The equipment here ranges from old to ultramodern. Some receiver blanks go to a setup called an FMS (Flexible Machine Sys¿¿tem), a computerized marvel. To make an 870 receiver, 16 cuts are required.. The FMS creates them in several blanks in a matter of hours-precisely and simultaneously. The other receiver line consists of 16 machines that date to the end of WWII, each set up to perform a single operation. These milled the first 870 receivers 57 years ago. "They do a good job and they were paid for long ago," Pugliese pointed out. "There's no reason to replace them."

Meanwhile, in another section of the factory, a robot stretches 18-inch barrel blanks to length. Then, on a series of machines, blanks become barrels: They're cut and crowned, straightened, polished, and inspected for weak spots by electrical discharge. Ribs are welded on, retaining rings are brazed, and then the steel is stress relieved at 1,200 degrees F. Barrels and receivers never meet until they come together on the fourth floor in the Assembly department, along with all the other parts of the gun. [pagebreak] Ready for Delivery
In Assembly, I got to put the finishing touches on my gun. The custom shop had already ¿¿laser-engraved Built by Phil Bourjaily on the stock, which was very nice but kind of like crediting the husband who cuts the umbilical cord with giving birth to the baby. Stocker Robert Bennett helped me put on the stock. Before we did mine, he let me practice on an 870 slug gun. I put a bearing plate on the back of the receiver and pulled the recoil pad off the stock with an electric drill. Then I slipped the stock over the bolt and tightened it with another drill before replacing the pad.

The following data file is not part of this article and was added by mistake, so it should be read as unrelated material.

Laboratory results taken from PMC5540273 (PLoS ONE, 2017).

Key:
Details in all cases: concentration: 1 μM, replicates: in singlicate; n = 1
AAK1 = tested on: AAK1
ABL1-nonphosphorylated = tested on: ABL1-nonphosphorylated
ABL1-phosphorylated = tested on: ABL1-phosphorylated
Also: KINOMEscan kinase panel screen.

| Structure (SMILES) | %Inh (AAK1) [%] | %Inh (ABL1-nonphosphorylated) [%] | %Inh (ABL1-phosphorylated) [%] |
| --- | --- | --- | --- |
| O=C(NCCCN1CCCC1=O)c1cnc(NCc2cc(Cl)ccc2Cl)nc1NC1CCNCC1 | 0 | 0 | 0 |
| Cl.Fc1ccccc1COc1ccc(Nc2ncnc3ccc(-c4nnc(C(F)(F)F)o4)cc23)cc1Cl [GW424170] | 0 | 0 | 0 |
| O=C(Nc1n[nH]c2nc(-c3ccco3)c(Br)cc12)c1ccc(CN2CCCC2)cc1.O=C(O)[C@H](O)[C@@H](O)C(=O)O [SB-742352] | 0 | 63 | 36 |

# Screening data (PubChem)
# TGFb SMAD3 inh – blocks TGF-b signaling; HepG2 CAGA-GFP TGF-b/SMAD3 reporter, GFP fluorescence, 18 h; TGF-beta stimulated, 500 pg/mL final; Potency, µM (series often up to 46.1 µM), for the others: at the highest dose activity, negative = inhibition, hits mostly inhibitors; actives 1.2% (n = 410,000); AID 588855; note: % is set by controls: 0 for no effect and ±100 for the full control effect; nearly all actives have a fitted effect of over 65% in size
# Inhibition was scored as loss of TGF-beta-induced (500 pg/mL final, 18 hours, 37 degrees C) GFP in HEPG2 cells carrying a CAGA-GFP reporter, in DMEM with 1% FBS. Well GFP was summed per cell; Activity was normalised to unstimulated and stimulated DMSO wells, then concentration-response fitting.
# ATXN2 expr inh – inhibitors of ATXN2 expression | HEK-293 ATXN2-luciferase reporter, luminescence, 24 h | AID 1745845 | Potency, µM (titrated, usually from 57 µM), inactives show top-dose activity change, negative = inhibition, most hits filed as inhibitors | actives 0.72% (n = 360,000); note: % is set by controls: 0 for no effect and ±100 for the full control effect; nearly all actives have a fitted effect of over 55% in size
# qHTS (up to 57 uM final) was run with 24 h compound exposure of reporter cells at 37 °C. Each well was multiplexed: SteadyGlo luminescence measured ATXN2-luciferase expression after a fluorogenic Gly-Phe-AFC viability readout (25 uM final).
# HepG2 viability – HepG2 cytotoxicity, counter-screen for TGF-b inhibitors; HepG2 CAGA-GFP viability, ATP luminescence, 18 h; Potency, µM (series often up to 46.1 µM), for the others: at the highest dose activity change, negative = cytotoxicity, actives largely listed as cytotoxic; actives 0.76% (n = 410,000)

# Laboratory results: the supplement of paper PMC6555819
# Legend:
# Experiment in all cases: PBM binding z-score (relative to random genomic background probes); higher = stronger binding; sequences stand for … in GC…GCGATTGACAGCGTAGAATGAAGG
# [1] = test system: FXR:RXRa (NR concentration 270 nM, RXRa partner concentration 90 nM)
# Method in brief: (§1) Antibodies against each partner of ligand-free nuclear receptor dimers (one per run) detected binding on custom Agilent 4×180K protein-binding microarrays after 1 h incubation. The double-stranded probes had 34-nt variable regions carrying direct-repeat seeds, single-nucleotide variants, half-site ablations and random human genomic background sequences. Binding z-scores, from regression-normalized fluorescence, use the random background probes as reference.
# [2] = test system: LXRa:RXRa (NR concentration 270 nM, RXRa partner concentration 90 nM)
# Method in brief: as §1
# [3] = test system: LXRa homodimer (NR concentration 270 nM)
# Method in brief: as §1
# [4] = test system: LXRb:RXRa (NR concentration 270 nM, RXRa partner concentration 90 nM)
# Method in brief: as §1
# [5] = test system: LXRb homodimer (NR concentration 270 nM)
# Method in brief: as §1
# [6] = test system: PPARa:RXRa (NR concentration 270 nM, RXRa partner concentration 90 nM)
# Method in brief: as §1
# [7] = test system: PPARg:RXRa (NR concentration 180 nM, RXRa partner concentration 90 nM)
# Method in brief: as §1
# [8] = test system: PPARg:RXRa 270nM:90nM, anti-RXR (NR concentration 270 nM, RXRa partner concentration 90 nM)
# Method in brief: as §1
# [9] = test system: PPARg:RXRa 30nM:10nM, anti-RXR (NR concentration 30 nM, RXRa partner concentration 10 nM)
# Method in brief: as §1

"I've got a couple hundred you can practice on if you want," said Bennett. I declined, but one of you out there is buying an 870 Express slug gun with a stock I bolted on. Don't worry-Bennett checked my work carefully.

I moved to another station, where builder Charles Roberts watched me put in the bolt, slide, and trigger assembly. Then we ran my gun through an inspection. Using a pair of dummy steel cartridges (on one the rim was the proper size; on the other it was too thick), we made sure the gun would shoot when the bolt was fully closed and wouldn't shoot when it wasn't. I filled the magazine with dummy cartridges and cycled them through to check function. From there, I took the gun to the proof gallery, where we put a proof load in the chamber and fired the gun remotely inside a steel box. After a muffled boom and an inspection, we took a hammer and stamp and knocked a proof mark on the breech. My gun was ready to hunt. [pagebreak] Hunting With No. 9,524,500
I couldn't legally take the 870 with me from the factory, but Pugliese promised they would ship it to me in time for my turkey hunt in Tennessee the following week. (In Eliphalet Remington's day, shipping was a matter of standing on a bridge over the Erie Canal and waiting for a barge. As it went under the bridge, you raised a plank and passed the gun to a deckhand. Then you wrote the buyer a letter telling him which barge carried his purchase.) After a fruitless trip in Tennessee, however, and several empty-handed hunts at home, I started to wonder if I might be the weak link in this plan.

Then I got lucky. A gobbler and I ran into each other in the woods, both of us on the way to the cornfield where he had been strutting every day at midmorning. Either he was early or I was late, but the important thing was that I saw him before he saw me. I ducked behind a soft maple and yelped once. When the tom was 25 yards away, I pulled the trigger. The gun went bang, as 870s always do. It might not have been a classic turkey hunt, but the shot completed the journey of a classic shotgun from factory to field. No.‑9,524,500 passed the test. They can get started on No. 10 million anytime.